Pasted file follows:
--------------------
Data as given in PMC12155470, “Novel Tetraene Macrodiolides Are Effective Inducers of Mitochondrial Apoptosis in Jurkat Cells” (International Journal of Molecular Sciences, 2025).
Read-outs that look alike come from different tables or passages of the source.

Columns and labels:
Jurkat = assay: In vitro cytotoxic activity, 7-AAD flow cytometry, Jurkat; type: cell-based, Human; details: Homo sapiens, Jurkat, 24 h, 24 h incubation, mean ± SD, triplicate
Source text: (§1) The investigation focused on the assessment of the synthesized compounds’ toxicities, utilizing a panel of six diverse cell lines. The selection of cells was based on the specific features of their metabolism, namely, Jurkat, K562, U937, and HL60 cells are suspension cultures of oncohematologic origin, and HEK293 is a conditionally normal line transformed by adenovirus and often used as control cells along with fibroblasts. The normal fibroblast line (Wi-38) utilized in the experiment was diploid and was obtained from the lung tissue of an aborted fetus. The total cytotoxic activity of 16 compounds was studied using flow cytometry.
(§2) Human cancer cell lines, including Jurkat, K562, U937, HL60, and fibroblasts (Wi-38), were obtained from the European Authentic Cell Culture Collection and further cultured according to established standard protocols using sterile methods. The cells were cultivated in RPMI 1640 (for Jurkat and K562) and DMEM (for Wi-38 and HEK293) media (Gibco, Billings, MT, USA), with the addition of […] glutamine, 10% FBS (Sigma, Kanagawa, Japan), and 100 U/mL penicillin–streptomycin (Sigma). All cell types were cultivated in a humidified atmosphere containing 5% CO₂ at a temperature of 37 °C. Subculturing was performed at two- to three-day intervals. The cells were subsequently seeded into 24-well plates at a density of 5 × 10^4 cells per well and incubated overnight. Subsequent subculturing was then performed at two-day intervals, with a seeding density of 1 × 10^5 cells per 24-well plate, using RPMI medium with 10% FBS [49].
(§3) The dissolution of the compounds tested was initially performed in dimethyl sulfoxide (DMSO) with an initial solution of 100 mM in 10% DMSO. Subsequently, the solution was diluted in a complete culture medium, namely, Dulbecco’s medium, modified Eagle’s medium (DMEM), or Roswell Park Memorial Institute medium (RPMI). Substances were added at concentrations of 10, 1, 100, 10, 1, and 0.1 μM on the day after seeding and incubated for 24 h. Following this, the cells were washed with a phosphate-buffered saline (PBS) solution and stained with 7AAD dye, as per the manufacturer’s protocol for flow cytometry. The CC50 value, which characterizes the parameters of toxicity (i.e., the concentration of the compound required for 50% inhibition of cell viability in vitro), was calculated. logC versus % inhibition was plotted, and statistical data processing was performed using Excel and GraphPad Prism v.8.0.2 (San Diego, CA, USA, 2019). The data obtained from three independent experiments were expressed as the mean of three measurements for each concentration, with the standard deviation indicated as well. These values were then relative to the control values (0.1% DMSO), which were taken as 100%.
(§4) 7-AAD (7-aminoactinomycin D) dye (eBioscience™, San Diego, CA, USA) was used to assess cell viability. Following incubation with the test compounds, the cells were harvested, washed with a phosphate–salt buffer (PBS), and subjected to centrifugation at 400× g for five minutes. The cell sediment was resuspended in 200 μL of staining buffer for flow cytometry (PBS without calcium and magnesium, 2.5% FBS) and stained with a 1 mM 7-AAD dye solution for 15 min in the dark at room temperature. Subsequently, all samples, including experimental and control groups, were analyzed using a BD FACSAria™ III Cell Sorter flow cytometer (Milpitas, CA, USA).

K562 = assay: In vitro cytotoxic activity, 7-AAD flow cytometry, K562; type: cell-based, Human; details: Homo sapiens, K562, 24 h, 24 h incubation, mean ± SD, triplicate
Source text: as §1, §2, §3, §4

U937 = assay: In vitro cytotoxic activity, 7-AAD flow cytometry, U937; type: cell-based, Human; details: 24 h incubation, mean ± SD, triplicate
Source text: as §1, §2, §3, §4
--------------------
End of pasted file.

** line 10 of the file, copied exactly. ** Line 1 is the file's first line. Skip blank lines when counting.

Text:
Source text: as §1, §2, §3, §4